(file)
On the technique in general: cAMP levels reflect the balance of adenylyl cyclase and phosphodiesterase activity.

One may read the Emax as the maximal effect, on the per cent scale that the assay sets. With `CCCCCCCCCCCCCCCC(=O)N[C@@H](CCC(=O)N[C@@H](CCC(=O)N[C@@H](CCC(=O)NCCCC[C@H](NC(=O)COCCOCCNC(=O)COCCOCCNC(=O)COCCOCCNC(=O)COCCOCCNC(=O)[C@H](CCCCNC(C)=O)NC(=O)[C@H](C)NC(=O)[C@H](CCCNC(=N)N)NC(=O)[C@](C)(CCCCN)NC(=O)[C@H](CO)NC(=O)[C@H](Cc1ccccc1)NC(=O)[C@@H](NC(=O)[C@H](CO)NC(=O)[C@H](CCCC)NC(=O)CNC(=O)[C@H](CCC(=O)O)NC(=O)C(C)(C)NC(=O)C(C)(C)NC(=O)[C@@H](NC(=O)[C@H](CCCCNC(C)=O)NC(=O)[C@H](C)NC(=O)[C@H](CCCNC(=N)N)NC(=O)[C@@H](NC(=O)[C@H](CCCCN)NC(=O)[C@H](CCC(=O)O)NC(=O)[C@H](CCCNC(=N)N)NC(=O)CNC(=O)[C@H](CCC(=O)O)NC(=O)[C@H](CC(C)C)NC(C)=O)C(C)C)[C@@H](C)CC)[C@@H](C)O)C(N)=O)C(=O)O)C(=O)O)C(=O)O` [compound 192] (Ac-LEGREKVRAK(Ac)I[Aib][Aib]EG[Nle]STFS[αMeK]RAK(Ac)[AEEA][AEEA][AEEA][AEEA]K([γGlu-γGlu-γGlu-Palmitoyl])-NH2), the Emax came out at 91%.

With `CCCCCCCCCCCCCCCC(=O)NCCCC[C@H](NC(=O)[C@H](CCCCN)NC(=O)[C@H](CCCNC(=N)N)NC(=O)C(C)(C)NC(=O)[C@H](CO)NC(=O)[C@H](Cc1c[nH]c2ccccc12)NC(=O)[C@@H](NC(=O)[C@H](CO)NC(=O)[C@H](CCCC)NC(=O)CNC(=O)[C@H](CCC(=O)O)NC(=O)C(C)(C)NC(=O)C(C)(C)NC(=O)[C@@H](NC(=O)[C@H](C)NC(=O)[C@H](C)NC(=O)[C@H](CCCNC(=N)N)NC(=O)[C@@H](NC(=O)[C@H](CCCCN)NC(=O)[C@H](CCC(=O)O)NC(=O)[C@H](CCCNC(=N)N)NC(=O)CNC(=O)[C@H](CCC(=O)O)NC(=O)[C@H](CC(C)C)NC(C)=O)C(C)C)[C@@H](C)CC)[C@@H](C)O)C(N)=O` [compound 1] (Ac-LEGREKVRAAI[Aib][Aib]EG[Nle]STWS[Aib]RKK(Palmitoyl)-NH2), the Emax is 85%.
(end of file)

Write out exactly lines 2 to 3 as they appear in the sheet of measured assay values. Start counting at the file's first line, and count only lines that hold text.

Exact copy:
One may read the Emax as the maximal effect, on the per cent scale that the assay sets. With `CCCCCCCCCCCCCCCC(=O)N[C@@H](CCC(=O)N[C@@H](CCC(=O)N[C@@H](CCC(=O)NCCCC[C@H](NC(=O)COCCOCCNC(=O)COCCOCCNC(=O)COCCOCCNC(=O)COCCOCCNC(=O)[C@H](CCCCNC(C)=O)NC(=O)[C@H](C)NC(=O)[C@H](CCCNC(=N)N)NC(=O)[C@](C)(CCCCN)NC(=O)[C@H](CO)NC(=O)[C@H](Cc1ccccc1)NC(=O)[C@@H](NC(=O)[C@H](CO)NC(=O)[C@H](CCCC)NC(=O)CNC(=O)[C@H](CCC(=O)O)NC(=O)C(C)(C)NC(=O)C(C)(C)NC(=O)[C@@H](NC(=O)[C@H](CCCCNC(C)=O)NC(=O)[C@H](C)NC(=O)[C@H](CCCNC(=N)N)NC(=O)[C@@H](NC(=O)[C@H](CCCCN)NC(=O)[C@H](CCC(=O)O)NC(=O)[C@H](CCCNC(=N)N)NC(=O)CNC(=O)[C@H](CCC(=O)O)NC(=O)[C@H](CC(C)C)NC(C)=O)C(C)C)[C@@H](C)CC)[C@@H](C)O)C(N)=O)C(=O)O)C(=O)O)C(=O)O` [compound 192] (Ac-LEGREKVRAK(Ac)I[Aib][Aib]EG[Nle]STFS[αMeK]RAK(Ac)[AEEA][AEEA][AEEA][AEEA]K([γGlu-γGlu-γGlu-Palmitoyl])-NH2), the Emax came out at 91%.

With `CCCCCCCCCCCCCCCC(=O)NCCCC[C@H](NC(=O)[C@H](CCCCN)NC(=O)[C@H](CCCNC(=N)N)NC(=O)C(C)(C)NC(=O)[C@H](CO)NC(=O)[C@H](Cc1c[nH]c2ccccc12)NC(=O)[C@@H](NC(=O)[C@H](CO)NC(=O)[C@H](CCCC)NC(=O)CNC(=O)[C@H](CCC(=O)O)NC(=O)C(C)(C)NC(=O)C(C)(C)NC(=O)[C@@H](NC(=O)[C@H](C)NC(=O)[C@H](C)NC(=O)[C@H](CCCNC(=N)N)NC(=O)[C@@H](NC(=O)[C@H](CCCCN)NC(=O)[C@H](CCC(=O)O)NC(=O)[C@H](CCCNC(=N)N)NC(=O)CNC(=O)[C@H](CCC(=O)O)NC(=O)[C@H](CC(C)C)NC(C)=O)C(C)C)[C@@H](C)CC)[C@@H](C)O)C(N)=O` [compound 1] (Ac-LEGREKVRAAI[Aib][Aib]EG[Nle]STWS[Aib]RKK(Palmitoyl)-NH2), the Emax is 85%.